Mt. Pulag now open but summit still off-limits to hikers

LA TRINIDAD, Benguet – The summit of Mt. Pulag, the highest peak in Luzon at 2,926 meters (9,600 feet) above sea level, is still off limits to hikers and trekkers, the provincial environment office said on Monday.

Teber Dionisio of the Department of Environment and Natural Resources (DENR) office in Benguet, who is also the newly installed park superintendent, told the Philippine News Agency in a telephone interview that the Akiki Trail going to the summit is still closed to the public.

However, the park supervisor said hikers can visit the mountain as long as they pass through either the Ambangeg Trail or Babadak, where the ranger station is located. He said the hikers are only allowed up to Peaks 2 to 4 and the grassland areas.

Dionisio said a dozen trekkers are still encamped in various areas surrounding the peaks of Mt. Pulag, but only to scale or visit it.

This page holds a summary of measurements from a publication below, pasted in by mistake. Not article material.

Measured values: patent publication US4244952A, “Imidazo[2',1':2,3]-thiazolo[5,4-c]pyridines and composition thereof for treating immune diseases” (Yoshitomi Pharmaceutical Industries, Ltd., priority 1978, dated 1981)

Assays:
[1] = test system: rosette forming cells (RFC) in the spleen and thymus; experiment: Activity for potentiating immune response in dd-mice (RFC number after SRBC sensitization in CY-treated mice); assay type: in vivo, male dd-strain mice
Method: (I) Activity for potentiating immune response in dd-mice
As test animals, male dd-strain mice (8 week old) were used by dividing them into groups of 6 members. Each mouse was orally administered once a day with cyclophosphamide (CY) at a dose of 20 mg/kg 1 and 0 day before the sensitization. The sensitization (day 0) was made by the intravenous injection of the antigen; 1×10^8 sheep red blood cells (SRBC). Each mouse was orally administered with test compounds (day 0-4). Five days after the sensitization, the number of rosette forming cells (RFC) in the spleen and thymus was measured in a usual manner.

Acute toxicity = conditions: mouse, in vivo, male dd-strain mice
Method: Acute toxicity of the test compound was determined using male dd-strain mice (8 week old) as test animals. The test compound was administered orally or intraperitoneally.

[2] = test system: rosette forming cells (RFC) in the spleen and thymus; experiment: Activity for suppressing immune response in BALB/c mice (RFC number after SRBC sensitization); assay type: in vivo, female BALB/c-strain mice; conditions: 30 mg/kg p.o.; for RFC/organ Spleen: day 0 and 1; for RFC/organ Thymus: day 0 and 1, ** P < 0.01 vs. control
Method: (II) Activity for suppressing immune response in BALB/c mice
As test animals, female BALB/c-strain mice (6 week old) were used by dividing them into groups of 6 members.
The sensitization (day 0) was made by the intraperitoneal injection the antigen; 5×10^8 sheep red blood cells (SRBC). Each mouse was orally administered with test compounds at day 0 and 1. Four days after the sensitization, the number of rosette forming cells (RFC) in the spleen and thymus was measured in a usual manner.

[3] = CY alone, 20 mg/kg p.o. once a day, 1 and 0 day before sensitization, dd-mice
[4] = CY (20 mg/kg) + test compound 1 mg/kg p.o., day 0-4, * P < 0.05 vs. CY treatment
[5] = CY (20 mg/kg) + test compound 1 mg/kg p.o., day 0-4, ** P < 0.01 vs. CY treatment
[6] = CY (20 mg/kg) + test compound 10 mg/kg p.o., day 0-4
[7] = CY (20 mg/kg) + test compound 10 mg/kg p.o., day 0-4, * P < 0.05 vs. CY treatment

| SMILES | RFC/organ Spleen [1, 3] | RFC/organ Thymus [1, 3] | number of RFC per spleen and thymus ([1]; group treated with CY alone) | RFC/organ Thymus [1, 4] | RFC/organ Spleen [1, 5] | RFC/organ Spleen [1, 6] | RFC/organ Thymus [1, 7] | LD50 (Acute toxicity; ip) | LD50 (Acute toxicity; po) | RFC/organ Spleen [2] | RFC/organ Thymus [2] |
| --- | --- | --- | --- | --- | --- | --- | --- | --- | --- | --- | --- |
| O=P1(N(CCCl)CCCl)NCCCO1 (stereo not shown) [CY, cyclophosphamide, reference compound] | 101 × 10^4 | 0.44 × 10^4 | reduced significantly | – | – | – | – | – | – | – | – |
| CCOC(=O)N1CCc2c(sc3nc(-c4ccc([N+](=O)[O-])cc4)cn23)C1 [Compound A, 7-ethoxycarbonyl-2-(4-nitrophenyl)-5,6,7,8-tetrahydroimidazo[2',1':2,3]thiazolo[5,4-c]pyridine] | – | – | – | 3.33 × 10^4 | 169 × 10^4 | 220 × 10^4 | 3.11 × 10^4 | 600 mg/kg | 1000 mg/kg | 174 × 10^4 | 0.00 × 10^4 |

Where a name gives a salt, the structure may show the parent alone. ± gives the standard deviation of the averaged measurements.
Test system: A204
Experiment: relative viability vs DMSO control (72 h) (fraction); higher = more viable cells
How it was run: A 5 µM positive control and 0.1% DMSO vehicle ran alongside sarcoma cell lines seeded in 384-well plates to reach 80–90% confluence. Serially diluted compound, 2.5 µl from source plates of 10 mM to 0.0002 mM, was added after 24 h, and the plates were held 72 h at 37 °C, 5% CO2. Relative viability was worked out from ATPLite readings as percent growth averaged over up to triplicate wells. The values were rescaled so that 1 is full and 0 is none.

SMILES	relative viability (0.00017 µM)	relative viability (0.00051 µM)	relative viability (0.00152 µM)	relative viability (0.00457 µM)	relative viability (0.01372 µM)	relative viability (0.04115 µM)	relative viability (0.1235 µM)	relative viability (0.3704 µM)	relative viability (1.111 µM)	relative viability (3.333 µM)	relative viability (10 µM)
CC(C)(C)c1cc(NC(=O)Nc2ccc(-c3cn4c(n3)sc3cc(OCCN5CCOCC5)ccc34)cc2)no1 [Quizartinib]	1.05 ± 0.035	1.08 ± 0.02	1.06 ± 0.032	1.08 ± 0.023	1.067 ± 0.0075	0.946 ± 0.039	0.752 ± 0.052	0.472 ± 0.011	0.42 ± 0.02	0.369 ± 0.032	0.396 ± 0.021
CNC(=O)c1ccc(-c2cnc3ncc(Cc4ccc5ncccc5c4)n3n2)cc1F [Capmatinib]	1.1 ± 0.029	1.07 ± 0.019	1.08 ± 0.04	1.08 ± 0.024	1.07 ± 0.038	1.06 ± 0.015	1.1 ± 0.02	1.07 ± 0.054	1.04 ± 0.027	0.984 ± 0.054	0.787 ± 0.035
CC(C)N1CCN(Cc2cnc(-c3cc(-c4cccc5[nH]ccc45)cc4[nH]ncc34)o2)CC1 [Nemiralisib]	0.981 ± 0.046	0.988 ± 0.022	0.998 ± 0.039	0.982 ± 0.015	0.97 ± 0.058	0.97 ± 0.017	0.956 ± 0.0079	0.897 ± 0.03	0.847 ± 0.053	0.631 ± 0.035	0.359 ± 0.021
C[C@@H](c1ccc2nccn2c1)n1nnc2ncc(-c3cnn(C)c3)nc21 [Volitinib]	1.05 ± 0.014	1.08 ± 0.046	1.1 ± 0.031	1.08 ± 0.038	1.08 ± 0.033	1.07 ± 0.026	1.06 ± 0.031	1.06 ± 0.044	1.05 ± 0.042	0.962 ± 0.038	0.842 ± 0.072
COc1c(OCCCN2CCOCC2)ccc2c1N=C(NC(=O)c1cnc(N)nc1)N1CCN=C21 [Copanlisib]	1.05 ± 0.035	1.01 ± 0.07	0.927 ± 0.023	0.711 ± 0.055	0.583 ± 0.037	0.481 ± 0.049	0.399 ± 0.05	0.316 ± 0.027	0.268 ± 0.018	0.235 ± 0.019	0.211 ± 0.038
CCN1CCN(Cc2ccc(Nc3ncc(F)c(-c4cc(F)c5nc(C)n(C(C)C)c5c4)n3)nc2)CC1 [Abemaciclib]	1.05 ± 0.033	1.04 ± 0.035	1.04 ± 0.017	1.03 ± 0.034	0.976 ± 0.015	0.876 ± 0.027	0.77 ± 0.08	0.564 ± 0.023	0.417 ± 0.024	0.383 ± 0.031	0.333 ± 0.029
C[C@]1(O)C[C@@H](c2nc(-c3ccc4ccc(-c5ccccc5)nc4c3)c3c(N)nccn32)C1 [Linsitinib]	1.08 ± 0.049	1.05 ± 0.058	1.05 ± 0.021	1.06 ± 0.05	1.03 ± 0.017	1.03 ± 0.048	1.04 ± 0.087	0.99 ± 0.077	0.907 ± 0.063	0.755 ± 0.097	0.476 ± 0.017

He said some 300 hikers have registered to see the summit, but following the forest fire incident on Saturday, they can only be allowed at the three peaks but not at the summit, where seeing the sea of clouds is a sought-after experience.

Dionisio said safety was the main reason the park management decided to restrict the movements of mountaineers.

This, after a six-hour grass fire occurred starting at mid-afternoon on Saturday until about past 9 p.m. after a trekker threw a portable gas stove and its flame grew uncontrollably.

Mt. Pulag straddles parts of Benguet (Kabayan and Bokod), Ifugao and Nueva Viscaya provinces. It was declared a national park in 1987 as part of the Cordillera Biogeographic Zone.

It covers an area of 11,550 hectares and is under the management of the National Integrated Protected Areas Program of the DENR.

Based on the report of Fire Officer 2 Danilo Fagyan, a wide grassland area estimated at 1.5 hectares from the Saddle Camp Site (Barangay Eddet-Kabayan) towards the summit were destroyed by the grass fire over the weekend.

The damaged area is an hour’s hike prior to reaching the summit, famous for its “sea of clouds” during day time and a view of the Milky Way Galaxy at dawn.